Bills of 2023 | Governor signs bill to increase penalties for child trafficking

Politics and government

Editor’s note: The Signal is presenting CalMatters’ wrap-up stories on some of the key bills that reached the governor’s desk at the close of the 2023 legislative session. Here’s the CalMatters summary of a bill that increases penalties for child trafficking. 

By Nigel Duara  
CalMatters Writer  

Senate Bill 14 reclassifies human trafficking of a minor for purposes of a commercial sex act as a “serious felony,” which will be treated as a strike under California’s three strikes law.  

Previous law allowed for a sentence of as long as 12 years in prison for human trafficking of a minor for purposes of commercial sex. If the crime involves force, fear, fraud, deceit, coercion, violence, duress, menace, or threat of unlawful injury to the victim or to another person, the sentence was 15 years to life. If the person is convicted of inflicting great bodily harm on the victim while trafficking them, a judge could add as much as 10 years.  

Under the bill, people convicted of the crime face longer prison terms and potential life sentences.  

Who Supports It 

Police and prosecutors, representatives from conservative California cities and several crime victims’ groups, who argue that the nation’s largest state also has its biggest child trafficking problem — at least as measured by the number of cases reported to the National Human Trafficking Hotline. 

After the bill failed to pass out of the Assembly public safety committee, Gov. Gavin Newsom and Assembly Speaker Robert Rivas stepped in, and within 48 hours, it was given another look and passed.   

Who Is Opposed 

Civil rights groups, some public defenders’ offices and progressive criminal justice organizations, who argue that the penalties are already severe enough for child trafficking crimes and that criminal justice research shows that harsher sentences do not deter crime. Opponents also have contended that the more severe penalties may end up being applied to people at the lowest rungs of trafficking, who may be trafficked themselves.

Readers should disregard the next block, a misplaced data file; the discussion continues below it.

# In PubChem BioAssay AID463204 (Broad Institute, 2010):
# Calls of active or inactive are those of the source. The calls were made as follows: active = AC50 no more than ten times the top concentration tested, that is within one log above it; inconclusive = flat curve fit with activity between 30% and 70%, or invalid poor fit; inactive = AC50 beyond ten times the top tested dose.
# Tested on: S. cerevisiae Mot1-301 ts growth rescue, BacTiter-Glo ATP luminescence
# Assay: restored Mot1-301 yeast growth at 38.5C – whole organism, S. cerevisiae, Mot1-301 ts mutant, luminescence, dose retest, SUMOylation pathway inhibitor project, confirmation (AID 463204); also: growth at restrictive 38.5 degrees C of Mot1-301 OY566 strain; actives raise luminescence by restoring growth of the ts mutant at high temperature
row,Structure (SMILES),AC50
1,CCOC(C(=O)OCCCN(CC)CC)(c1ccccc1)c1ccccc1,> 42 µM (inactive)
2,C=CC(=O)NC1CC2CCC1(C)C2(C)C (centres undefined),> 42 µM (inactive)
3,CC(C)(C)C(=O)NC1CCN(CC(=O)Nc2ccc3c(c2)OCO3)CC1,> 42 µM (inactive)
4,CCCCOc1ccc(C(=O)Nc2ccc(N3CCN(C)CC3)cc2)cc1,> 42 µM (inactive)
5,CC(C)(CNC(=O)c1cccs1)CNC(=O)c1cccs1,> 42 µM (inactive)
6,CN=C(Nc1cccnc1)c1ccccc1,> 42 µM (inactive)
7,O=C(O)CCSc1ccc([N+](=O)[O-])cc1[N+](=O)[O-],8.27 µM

Why It Matters 

Similar human trafficking bills failed in 2007, twice in 2009, 2011, 2013, 2017 and three times in 2021. The proposal found new life in 2023, helped along by a storm of social media activism.   

The debate over the bill became contentious: At one point, Assemblymember Heath Flora, a Ripon Republican, told colleagues: “You can choose a team, pick pedophiles or children.”  

A Democratic Assemblymember said she received death threats over her initial committee vote to abstain from voting on the bill, virtually blocking it.    

The Governor’s Call 

Newsom announced Sept. 25 he signed the bill. “Human trafficking is a sick crime,” he said in a statement. “With this new law, California is going further to protect kids. I’m grateful for the leadership of Senator Grove, Speaker Rivas, and Pro Tem Atkins in spearheading this bipartisan effort to make our communities and children safer.”   

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